The session was done privately with just David, Tony Visconti, an assistant tape op, and myself in the studio. Throughout the session, David and Tony were intensely focused. Upon entering the control room, David mentioned that he had listened to the earlier cassette tape extensively. They began the session by playing the basic track that would eventually become “Ashes To Ashes.” The submix they chose to play was a sparse basic instrumental track containing only bass, drums, rhythm guitar, and a minimal keyboard without vocals. Because this basic track was intentionally sparse and open, it allowed room to imagine adding a wide range of possible guitar textures.
After listening to the initial playback, neither David nor Tony said anything, politely waiting for my reaction. I noticed a few similarities to one of the experimental tracks from my cassette tape as a reference point. Certain sections within David’s basic track seemed like they could be developed with layered guitar-synth textures. Those sections would later turn out to be the vocal chorus sections of “Ashes To Ashes.” As mentioned, there were no vocals on the submix track at the time—or at least David chose to not let me hear any vocals as reference.
I suggested that we try to multitrack the GR-500 as a textured guitar choir with stacked, sustained chord inversions. David was very open to the idea, and he simply nodded his head in agreement. They had already prepared a basic chord chart for the song. I began to overdub a series of four discreet stereo tracks of layered chord inversions with the GR-500. Each layered track of chord inversions was voiced as widely as possible across the fretboard, and each pass was recorded with slightly different tape echo, Harmonizer, and GR-500 settings. As the sustained tracks were being built up, they began to sound like a guitar choir. Between takes, both David and Tony walked into the main studio from the control room. Tony made a few tonal adjustments to the Roland JC-120 amp settings prior to each take. I recorded a few additional takes with different GR-500 parameters, running the song down from end to end.
Both Tony and David tended to work quickly, and they committed to ideas early in the process. During the second playback, for example, Tony had already subgrouped the guitar-synth tracks on the studio’s Neve console so that he could test a fade across all of the guitar tracks simultaneously, treating it as a unified guitar choir. I was stunned when I heard the playback. It was an ethereal wall of guitar texture that none of us had ever heard before. We all looked at each other realizing that we had something very solid on the tracks.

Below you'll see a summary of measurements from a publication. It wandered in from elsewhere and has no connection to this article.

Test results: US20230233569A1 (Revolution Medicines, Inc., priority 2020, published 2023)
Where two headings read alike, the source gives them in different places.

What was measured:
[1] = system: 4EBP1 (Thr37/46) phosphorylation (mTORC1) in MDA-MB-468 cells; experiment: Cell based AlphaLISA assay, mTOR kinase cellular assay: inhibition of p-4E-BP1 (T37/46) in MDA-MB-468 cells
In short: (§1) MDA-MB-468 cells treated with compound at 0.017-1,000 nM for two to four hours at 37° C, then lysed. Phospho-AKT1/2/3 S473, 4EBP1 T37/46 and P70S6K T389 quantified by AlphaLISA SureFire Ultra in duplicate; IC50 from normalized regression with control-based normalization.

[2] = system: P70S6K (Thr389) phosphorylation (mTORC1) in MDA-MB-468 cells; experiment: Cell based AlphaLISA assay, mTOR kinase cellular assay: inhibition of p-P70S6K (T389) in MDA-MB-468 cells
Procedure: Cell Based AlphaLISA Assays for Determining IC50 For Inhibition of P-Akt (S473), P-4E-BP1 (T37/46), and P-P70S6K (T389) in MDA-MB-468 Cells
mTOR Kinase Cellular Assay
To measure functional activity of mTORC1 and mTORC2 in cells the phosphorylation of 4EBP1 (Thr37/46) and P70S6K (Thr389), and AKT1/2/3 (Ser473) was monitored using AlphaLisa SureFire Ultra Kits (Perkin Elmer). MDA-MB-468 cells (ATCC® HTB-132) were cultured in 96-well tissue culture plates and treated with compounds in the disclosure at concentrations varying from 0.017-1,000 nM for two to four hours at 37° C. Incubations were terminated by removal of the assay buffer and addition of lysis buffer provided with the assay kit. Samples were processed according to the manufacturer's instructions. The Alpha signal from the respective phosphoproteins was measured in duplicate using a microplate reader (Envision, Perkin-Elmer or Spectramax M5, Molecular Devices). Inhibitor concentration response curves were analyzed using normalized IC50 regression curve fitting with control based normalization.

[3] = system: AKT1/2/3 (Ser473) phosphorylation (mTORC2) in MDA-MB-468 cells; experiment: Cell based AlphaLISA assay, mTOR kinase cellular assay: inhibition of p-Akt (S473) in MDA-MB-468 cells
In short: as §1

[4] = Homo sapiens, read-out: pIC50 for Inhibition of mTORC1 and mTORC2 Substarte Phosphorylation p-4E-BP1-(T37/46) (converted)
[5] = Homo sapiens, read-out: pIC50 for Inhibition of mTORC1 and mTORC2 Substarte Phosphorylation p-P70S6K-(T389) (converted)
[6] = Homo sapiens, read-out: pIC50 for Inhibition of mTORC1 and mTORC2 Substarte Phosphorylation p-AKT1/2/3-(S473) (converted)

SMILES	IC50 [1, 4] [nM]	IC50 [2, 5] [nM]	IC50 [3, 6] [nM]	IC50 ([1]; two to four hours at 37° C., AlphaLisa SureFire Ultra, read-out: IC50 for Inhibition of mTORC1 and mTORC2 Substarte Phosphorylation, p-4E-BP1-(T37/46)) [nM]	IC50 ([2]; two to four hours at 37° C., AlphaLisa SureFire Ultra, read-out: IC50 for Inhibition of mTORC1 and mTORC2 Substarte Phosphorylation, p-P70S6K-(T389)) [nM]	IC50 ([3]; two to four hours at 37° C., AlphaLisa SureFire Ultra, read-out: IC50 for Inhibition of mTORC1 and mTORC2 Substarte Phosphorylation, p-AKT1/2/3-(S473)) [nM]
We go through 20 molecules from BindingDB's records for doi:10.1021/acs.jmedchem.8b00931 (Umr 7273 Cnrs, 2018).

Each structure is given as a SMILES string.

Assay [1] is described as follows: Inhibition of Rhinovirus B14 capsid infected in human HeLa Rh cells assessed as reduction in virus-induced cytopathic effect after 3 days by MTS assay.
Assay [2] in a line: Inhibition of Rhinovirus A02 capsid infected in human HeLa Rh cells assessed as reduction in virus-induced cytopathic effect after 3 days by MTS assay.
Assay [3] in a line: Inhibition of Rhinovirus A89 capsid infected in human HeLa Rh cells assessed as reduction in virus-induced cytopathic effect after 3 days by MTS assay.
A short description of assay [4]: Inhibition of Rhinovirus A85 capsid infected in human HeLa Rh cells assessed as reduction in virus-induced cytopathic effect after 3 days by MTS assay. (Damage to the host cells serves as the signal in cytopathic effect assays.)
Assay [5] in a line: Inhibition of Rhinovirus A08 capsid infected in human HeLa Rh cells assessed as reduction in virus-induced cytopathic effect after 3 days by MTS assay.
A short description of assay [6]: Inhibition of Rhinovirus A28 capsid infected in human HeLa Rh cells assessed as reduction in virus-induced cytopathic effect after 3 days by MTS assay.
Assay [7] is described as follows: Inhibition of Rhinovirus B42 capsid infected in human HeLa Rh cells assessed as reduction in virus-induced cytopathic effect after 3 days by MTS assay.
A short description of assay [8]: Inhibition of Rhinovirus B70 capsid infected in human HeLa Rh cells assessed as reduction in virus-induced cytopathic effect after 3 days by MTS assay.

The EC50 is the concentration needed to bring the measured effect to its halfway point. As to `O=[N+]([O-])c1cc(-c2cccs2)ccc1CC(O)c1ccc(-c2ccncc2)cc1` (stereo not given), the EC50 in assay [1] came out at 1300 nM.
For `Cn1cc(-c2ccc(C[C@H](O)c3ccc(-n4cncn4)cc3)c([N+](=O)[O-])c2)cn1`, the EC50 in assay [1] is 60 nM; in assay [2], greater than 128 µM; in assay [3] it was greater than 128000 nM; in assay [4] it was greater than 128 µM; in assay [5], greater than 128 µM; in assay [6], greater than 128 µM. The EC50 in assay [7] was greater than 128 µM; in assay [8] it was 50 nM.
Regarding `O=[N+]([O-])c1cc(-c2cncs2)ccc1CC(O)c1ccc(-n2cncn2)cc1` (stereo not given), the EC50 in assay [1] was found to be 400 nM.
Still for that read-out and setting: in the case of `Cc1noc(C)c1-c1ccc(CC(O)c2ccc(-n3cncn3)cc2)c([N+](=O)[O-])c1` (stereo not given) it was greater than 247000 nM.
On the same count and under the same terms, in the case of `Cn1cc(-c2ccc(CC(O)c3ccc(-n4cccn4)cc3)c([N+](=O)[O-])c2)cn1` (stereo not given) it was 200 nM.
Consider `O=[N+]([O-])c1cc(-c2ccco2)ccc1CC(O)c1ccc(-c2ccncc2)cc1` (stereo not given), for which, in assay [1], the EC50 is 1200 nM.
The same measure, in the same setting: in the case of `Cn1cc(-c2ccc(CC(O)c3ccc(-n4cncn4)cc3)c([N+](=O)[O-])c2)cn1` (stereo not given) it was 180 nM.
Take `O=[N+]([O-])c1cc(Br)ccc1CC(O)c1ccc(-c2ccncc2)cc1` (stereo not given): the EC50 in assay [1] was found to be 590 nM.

TRACKING “TEENAGE WILDLIFE”
The second song we recorded was “Teenage Wildlife,” and it was much more complex. During the initial playback, I was again given a very sparse and open basic track without guide vocals. The chart for this song was complex in terms of containing multiple song sections. Tony suggested that we actually record each section separately—like a suite—using different GR-500 and Harmonizer tones. Their basic track already had a solid chordal presence, so I began to build up layers of single-note lines using the GR-500 set to Solo Mode. Robert Fripp also appears on the track in a major way, but, at the time, his tracks were not played or mentioned. It was a bit of a clever production strategy on their behalf, as they simply left it open for me to build as much density in the lines as I wanted. Because I had no idea that Robert’s brilliant tracks would also be in there, I just kept developing and layering the lines as we worked through the discrete song sections. Tony made extensive Harmonizer adjustments about three quarters of the way through the song where he wanted more density. He was deeply involved in guiding me through each section. Eventually, they mixed our guitar tracks together varying the density of the layers—like a small guitar orchestra—depending on how thick they wanted it to sound for each section.
THE SIGNAL PATH
For both “Ashes to Ashes” and “Teenage Wildlife,” my rig was as follows: 1977 Roland GR-500 Guitar Synthesizer (GS- 500 Controller with GR-500 module) into Roland RE-501 Chorus Echo Tape Delay (only tape echo engaged) into Eventide Harmonizer (set to full-octave up, 20-percent Regeneration, 20-percent Harmonizer mix blended under main tone) and out to a 1978 Roland JC-120 combo (no overdrive, no reverb, and no other pedals). The tracks were recorded in stereo to a Studer 24-track tape deck.
SOME NOTES ON THE GR-500
It’s worth noting that, although the GR-500 had a huge analog tone and a unique sustain technology, it’s intermittent tracking made it notoriously difficult to play. As a guitarist, this really forced me to rethink and modify my technique—making me think more as a composer in terms of layers and stacking textures rather than linear lines.